- Remember that you’re not alone. Porencephaly is rare, and you may feel as if you’re the only one who knows what it’s like to live with the disorder. Connections with others who are going through the same thing can help. The Child Neurology Foundation maintains educational resources, access to one-to-one peer networks, and links to support groups.
Colpocephaly Brain Science
Many scientists believe that colpocephaly results from a neuronal migration disorder that arises during fetal brain development. In normal embryonic brain development, nerve cells move from where they originate to other areas in the brain in a process called neuronal migration. In their new locations, the cells differentiate and develop to form specialized brain structures.
During normal brain development, nerve cells migrate from the area around the ventricles to the brain’s outer surface, forming the cerebral cortex and the basal ganglia. However, in colpocephaly, some triggering event disrupts the process, and the nerve cells don’t move as they should. As a result, the rear portions of the lateral ventricles are enlarged.
Title: Human Epilepsy Genetics–Neuronal Migration Disorders Study
Principal investigator: Christopher A. Walsh, MD, PhD
Boston Children’s Hospital
The purpose of this study is to identify genes responsible for epilepsy and disorders of human cognition.
Epilepsy is responsible for tremendous long-term healthcare costs. Analysis of inherited epilepsy conditions has allowed for identifying several key genes active in the developing brain. Although many genetic abnormalities of the brain are rare and lethal, rapidly advancing knowledge of the structure of the human genome makes it a realistic goal to identify genes responsible for several other epileptic conditions.
This study aims to identify genes responsible for epilepsy and disorders of human cognition (EDHC). The Walsh Laboratory at the Children’s Hospital Boston and Beth Israel Deaconess Medical Center is looking for genes involved in brain development. Conditions that we study include brain malformations, such as polymicrogyria, lissencephaly, Walker-Warburg syndrome, heterotopias and cerebellar hypoplasia, and inherited disorders of cognition such as familial mental retardation and familial autism; people with these conditions also often have epilepsy. The structural brain abnormalities are usually diagnosed by brain MRI or sometimes CT scans. Adults and children with these conditions, and their family members, are invited to participate in our study. By comparing the DNA of individuals or families that carry EDHC to the DNA of people in the general population, it may be possible to learn more about the genetic bases of certain forms of EDHC.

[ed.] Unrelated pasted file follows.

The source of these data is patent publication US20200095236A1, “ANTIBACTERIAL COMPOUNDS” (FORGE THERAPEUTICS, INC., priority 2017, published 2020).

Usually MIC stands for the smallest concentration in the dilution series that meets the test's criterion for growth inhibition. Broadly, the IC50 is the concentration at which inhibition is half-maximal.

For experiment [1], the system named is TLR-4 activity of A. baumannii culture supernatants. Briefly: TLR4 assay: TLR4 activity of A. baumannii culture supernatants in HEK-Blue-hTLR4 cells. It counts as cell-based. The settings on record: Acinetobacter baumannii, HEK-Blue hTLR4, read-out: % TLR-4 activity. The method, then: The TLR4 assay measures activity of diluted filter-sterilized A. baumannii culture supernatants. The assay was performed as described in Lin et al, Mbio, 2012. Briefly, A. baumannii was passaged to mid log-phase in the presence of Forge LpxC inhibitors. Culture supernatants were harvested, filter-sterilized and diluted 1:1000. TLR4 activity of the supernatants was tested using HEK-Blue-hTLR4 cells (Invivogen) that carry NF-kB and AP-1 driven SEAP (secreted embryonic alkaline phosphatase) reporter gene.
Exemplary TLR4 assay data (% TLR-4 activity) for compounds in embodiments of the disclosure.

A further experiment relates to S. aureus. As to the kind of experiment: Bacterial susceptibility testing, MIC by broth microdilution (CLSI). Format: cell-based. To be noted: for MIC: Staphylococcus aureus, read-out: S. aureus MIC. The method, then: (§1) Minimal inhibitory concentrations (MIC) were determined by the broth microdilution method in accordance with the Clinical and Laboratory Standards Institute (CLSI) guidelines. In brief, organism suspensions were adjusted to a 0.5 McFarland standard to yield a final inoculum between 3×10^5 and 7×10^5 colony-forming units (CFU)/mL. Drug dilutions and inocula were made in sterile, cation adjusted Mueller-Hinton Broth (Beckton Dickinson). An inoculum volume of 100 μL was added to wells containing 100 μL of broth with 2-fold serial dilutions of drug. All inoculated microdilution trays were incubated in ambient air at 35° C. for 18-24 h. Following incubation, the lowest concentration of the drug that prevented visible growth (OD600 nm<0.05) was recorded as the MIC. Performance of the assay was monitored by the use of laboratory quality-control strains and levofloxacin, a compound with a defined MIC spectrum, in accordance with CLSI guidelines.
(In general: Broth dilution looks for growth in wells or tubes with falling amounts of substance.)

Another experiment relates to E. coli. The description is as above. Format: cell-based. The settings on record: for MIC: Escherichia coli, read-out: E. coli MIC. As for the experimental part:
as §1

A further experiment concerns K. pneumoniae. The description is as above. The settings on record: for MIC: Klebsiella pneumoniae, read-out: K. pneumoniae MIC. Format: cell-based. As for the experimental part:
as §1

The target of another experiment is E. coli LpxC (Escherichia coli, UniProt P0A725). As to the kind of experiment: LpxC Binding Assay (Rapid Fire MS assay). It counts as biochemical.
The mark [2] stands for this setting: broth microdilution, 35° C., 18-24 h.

Study participants must have a brain malformation or disorder of cognition such as mental retardation or autism in addition to epilepsy to take part in this research.
Title: Intensive Therapy for Children With Microcephaly, Hyperkinetic Movements, or Global Developmental Delay
National Institutes of Health Clinical Center
This trial will consist of a clinical series of up to 50 children with Global Developmental Delay and concomitant microcephaly or hyperkinetic movements. All children will be assessed for psychomotor function using standardized assessments and goal-specific assessments, with the potential addition of neuroimaging assessment, before and after receiving an intensive burst of neuromotor therapy. The interventional effects will be explored by comparing the pre and post-interventional assessments and neuroimaging.
Up to 50 children between the ages of 6 months and 15 years will be recruited to participate in a burst of intensive neuromotor intervention in the form of Acquire therapy, delivered by the treatment team at Virginia Tech’s Neuromotor Research Clinic. All children will have a diagnosis of Global Developmental Delay, with concomitant microcephaly or hyperkinetic movements. The children will be assessed for psychomotor function before and after the treatment intervention, using a series of standardized and goal-specific assessments, with the possibility of additional neuroimaging assessments when possible. Acquire therapy is an intensive intervention because it is delivered with high intensity, wherein goal-directed behaviors are promoted at high levels of repetition and delivered at a high dose (4-6 hours a day) in an intensive burst of 3-4 weeks of 5 days a week treatment. Acquire therapy is an operant conditioning-based intervention delivered in a cycle of refinement, reinforcement, and repetition. It is play-based with activities selected to drive behavior toward goals specific to each child and selected based on each child’s interests and needs. As such, a specific protocol cannot be outlined. However, all goal-directed activities are designed to promote awareness of and engagement with others and the environment.